• That's the bit I'm struggling with - changing the directory seems OK but trying to change Project_B to run as an argument from an external application when instantiating Project_B from Project_A,

    I have no idea what this means.
    Saturday, March 28, 2020 10:32 PM
  • Hi AJF_1,

    Thank you for posting here.

    After reading your conversation over and over, I think the "Process" mentioned by RLWA32 may be the solution for you.

    Take a look at the code below. When you start this program, it will immediately call OpenFileDialog to select a file, then use Process to start the second program and pass the corresponding parameters in, which seems to be in line with your logic.

             private void Form1_Load(object sender, EventArgs e)
            {
                string filePath = "";
                using (OpenFileDialog fileDialog = new OpenFileDialog())
                {
                    if (fileDialog.ShowDialog() == DialogResult.OK)
                    {
                        filePath = fileDialog.FileName;
                    }
                }
    
                Process process = new Process();
                process.StartInfo.FileName = "C:\\HelloWorld.exe"; 
                process.StartInfo.WorkingDirectory = "";           
                process.StartInfo.Arguments = "";
                process.Start();
    
            }

    Best Regards,

    Timon


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    Monday, March 30, 2020 6:01 AM
  • Thank you Timon and RLWA32

    The proposed solutions work to an extent but limits my much needed control over the process started using proces.start. I'll try to rephrase my question.

    I have a solution with two projects, project_A and project_B. An exe is generated for both projects when I build the solution. 

    Project_A is my StartUp project. Within Project_A I.... > Right click references>add reference>projects>Project_B

    At the top of Project_A i have added a line 'using Project_B'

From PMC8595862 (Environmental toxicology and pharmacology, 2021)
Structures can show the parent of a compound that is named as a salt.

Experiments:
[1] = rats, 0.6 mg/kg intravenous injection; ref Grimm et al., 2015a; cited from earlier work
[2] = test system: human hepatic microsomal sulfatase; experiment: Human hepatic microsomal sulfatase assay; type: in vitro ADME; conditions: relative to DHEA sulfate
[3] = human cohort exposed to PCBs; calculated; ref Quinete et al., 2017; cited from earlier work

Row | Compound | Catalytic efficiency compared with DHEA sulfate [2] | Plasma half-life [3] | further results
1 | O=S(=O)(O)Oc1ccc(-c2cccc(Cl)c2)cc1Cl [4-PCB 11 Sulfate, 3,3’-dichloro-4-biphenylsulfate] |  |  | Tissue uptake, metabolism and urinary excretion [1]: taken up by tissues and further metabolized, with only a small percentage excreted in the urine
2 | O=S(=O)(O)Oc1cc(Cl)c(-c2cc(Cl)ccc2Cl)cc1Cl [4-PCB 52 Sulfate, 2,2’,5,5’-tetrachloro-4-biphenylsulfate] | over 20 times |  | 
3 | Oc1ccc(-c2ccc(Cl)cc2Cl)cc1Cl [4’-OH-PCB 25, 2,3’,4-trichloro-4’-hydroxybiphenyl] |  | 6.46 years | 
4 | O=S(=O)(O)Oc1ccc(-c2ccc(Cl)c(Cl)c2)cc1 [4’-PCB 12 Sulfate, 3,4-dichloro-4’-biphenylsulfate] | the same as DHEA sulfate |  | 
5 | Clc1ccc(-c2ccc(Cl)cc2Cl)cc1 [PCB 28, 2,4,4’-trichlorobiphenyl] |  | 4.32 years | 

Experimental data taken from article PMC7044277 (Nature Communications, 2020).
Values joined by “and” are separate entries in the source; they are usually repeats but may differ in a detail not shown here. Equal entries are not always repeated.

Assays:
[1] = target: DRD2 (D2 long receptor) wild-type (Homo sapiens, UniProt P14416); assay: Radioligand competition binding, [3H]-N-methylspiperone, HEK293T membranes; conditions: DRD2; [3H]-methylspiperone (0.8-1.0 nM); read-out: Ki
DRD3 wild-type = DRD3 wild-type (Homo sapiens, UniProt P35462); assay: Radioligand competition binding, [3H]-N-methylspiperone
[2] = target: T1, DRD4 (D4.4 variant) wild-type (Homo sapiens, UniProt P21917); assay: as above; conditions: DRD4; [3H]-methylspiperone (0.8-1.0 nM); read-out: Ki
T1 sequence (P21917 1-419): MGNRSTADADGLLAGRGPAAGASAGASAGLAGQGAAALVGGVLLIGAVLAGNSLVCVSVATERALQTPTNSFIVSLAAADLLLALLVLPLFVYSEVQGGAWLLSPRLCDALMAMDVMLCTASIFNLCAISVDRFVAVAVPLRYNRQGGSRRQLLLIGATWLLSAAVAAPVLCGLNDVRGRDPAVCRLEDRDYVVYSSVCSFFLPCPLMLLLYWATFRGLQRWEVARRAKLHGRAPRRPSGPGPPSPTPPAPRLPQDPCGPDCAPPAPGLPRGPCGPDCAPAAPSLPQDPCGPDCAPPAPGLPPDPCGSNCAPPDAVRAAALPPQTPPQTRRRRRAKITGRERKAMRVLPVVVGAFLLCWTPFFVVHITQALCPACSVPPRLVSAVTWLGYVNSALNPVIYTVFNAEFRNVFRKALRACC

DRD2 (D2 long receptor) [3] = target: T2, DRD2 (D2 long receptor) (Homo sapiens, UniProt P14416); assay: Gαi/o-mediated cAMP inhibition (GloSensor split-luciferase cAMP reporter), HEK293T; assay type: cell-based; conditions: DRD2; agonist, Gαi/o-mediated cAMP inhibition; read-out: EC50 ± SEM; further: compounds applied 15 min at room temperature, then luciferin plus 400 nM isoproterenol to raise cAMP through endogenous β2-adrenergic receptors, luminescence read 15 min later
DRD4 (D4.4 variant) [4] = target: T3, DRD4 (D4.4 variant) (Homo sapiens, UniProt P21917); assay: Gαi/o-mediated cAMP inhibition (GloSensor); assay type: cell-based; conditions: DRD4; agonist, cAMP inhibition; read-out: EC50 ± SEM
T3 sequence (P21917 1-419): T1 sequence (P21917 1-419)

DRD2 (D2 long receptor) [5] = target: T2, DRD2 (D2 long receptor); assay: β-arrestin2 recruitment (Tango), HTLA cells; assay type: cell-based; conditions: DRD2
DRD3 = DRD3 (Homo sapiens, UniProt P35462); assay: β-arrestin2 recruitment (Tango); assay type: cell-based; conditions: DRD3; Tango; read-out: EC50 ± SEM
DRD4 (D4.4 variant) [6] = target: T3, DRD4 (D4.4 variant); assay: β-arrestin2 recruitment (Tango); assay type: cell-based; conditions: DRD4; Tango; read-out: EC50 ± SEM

Within the code of Porject_A, I want to load an instance of Project_B, so that all the methods and variables are available to me, such as:

    Project_B.MainForm projB = new Project_B.MainForm()

    The problem is that when you load Project_B this way, it will not work because for the Project_B to function correctly it needs to be loaded via another program with arguments, which I would normally define within either one of three methods:

    1 - Within Visual Studio as demonstrated by RLWA32:

    or

    2 - Within the shortcut settings

    3 - starting it as a process as demonstrated by Timon:

                Process process = new Process();
                process.StartInfo.FileName = "C:\\HelloWorld.exe"; 
                process.StartInfo.WorkingDirectory = "";           
                process.StartInfo.Arguments = "";
                process.Start();

    But these options only work when loading Project_B in isolation.

    I need to keep control of Project_B by loading it within Project_A using the:

    Project_B.MainForm projB = new Project_B.MainForm() method

    so that I can continue to use projB with access to all the methods and variables etc within Project_B

    So what I need to do would be something like

    Project_B.MainForm projB = null;

    projB.startinfo.arguments = "";

    projB.startinfo.workingdirectory = "";

    projeB = new Project_B.MainForm();

    But this doesn't appear possible in this way - do you know of any solution to this problem?

    Best regards

    Monday, March 30, 2020 7:19 AM
  • Hi Ajf_1,

    You can add a reference in Project_A, select the "Project" tab, then select Project_B, then use using to add a namespace in Project_B, and then you can call the Project_B method.

    using System;
    using ConsoleApp2;
    namespace ConsoleApp1
    {
        class Program
        {
            static void Main(string[] args)
            {
                //Program1 is a class in ConsoleApp2
                Program1 program1 = new Program1();
                program1.Dowork();